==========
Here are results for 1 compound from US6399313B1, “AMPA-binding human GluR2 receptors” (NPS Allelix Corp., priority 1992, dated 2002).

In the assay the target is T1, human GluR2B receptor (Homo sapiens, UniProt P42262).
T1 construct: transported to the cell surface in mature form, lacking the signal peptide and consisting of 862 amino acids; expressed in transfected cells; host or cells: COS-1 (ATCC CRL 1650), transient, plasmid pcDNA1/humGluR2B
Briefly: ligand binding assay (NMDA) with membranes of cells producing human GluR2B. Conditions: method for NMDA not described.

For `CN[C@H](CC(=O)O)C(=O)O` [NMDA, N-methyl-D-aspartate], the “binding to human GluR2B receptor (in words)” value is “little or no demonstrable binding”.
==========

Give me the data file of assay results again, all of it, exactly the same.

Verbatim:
Here are results for 1 compound from US6399313B1, “AMPA-binding human GluR2 receptors” (NPS Allelix Corp., priority 1992, dated 2002).

In the assay the target is T1, human GluR2B receptor (Homo sapiens, UniProt P42262).
T1 construct: transported to the cell surface in mature form, lacking the signal peptide and consisting of 862 amino acids; expressed in transfected cells; host or cells: COS-1 (ATCC CRL 1650), transient, plasmid pcDNA1/humGluR2B
Briefly: ligand binding assay (NMDA) with membranes of cells producing human GluR2B. Conditions: method for NMDA not described.

For `CN[C@H](CC(=O)O)C(=O)O` [NMDA, N-methyl-D-aspartate], the “binding to human GluR2B receptor (in words)” value is “little or no demonstrable binding”.